I have never liked the time before heading off to the airport, particularly when I was a kid waiting to fly home from after a visit with my grandparents. Despite being happy to go home, I’d always be melancholy. I’d tear up knowing that a time was ending and that my heart felt tender. I was also that kid who was sad when school let out for summer… I am no different today. While I don’t get as sentimental leaving a hotel (although sometimes I grow fond of a place), departures and arrivals become microcosms of the transitions in our lives. And no matter how much I travel and how much I’ve both endured change and thrive on it, I also simultaneously resist it.
As I get older, I am even more aware of transitions. Some visits become our last. There suddenly are no grandparents to visit but one and no parents to return home to. The scenery changes as do the seasons and the years.
So what do we do in the gap, in this transition between one situation and the beginning of another? The Tibetans call this the bardo state. By definition, the word crystallizes the process of transition itself and its resulting chaos. Bar means “in-between” and do means “suspended” or “thrown”. It is “a continuous, unnerving oscillation between clarity and confusion, bewilderment and insight, certainty and uncertainty, sanity and insanity” (Rinpoche). In yoga, this is the space between the breaths; the shift from one position to the next.
In this space I believe we free fall, we notice, we surrender, we become. And so yes, I have to come to love waiting around as much as I hate it. How about you?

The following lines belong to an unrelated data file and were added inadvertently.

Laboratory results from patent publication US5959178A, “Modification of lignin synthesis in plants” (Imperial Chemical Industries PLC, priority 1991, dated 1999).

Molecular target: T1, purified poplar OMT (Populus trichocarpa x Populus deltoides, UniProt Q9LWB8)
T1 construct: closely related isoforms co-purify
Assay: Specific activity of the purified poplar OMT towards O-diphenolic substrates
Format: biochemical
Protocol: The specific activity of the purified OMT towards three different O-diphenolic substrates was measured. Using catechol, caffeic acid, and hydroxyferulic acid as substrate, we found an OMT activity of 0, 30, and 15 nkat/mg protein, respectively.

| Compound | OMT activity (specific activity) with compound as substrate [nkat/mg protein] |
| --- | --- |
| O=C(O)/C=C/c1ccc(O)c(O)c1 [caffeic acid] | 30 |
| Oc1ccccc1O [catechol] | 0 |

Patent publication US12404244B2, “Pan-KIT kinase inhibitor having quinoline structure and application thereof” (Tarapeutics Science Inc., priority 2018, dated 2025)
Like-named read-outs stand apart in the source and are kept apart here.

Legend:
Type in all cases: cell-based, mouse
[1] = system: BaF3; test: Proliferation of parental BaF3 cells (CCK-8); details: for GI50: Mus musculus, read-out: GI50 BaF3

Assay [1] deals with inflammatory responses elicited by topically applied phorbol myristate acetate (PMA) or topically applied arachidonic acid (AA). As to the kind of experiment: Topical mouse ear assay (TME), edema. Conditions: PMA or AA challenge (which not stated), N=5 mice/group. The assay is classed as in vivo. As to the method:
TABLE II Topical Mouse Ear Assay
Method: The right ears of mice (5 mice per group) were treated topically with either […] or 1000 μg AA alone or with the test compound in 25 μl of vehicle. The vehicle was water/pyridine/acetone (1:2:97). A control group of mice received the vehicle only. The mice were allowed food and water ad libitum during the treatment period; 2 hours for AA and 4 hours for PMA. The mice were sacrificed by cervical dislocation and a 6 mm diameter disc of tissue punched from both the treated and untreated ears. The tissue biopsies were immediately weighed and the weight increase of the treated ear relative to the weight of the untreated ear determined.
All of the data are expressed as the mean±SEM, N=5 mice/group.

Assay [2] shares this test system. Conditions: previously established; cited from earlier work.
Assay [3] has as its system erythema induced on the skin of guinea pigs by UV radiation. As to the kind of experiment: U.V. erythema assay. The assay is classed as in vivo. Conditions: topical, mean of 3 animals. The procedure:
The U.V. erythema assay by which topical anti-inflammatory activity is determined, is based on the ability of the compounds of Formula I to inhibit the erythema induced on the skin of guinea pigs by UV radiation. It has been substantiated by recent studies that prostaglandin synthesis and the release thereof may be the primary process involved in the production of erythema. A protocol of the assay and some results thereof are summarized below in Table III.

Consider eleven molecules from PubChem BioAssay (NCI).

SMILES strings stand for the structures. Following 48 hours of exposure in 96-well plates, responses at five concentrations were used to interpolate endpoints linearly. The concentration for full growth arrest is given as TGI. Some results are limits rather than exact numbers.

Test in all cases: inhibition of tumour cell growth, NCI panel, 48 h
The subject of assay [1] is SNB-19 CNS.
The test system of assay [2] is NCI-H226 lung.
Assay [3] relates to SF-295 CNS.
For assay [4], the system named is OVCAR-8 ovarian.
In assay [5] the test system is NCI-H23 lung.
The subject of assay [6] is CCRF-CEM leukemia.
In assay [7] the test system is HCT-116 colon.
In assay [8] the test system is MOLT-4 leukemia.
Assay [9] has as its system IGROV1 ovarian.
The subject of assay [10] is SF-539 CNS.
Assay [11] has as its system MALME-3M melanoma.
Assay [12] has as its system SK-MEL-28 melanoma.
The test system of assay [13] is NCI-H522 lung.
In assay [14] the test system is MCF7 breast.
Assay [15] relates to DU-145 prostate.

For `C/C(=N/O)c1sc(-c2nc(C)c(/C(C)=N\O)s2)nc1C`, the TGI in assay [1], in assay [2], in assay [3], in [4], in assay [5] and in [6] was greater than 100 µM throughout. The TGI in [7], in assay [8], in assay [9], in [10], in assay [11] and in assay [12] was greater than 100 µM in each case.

So I’ve come to the conclusion that there is no good time for a colonoscopy. Not sandwiched in-between two out of town teaching trips, or while fighting a miserable cold, or while trying to figure out if your cat has cancer. Let’s face it. Having to have a colonoscopy is a bunch of crap piled onto one’s schedule.
Let me put it this way. I do not fast. Not for religion purposes or dieting or cleanses. It’s not my thing. I have a ridiculously high metabolism and it simply doesn’t work for me. I get dizzy. I grow faint. Years ago I thought I’d be a good exchange student and fast with my Indonesian host family during the Islamic holiday of Ramadan and learned the hard way. Fasting makes me sick. So when the doctor told me I had to have a colonoscopy at the ripe old age of 43 and that I would have to drink liquid all day and basically poop out any remaining calories within me, I was not a happy camper.
The big preparation day began on Sunday. Blowing snot out of one orifice and heavens knows what out the other was not my idea of a good time. By mid-day, my head was pounding. I looked longingly at the food in the kitchen pantry; lounged on my bed reading a friend’s novel and dozed off to sleep every few hours. By this morning, my head felt like it was going to explode and I think I started hearing things.
I thought they were making a mountain out of a mole hill. I am as healthy as a horse. But cancer runs in my family. You know the drill. And indeed they found a polyp. So I guess it was a good thing I had this little inconvenient procedure. It wasn’t a bunch of crap after all. Perhaps it saved my life.
There is no ideal time to develop cancer or to die. To get sick or to lose a pet. To get stuck in snow or have a plane delayed. All we have is the present. And we better well embrace it.
Tonight I lie in bed in my bathrobe happy to eat again and to have my headache abate (I am still not allowed to have alcohol or aspirin). But tomorrow, begins a new day. I can’t wait for coffee with cream and to feel good. This is the day the Lord has made. Let us rejoice and be glad!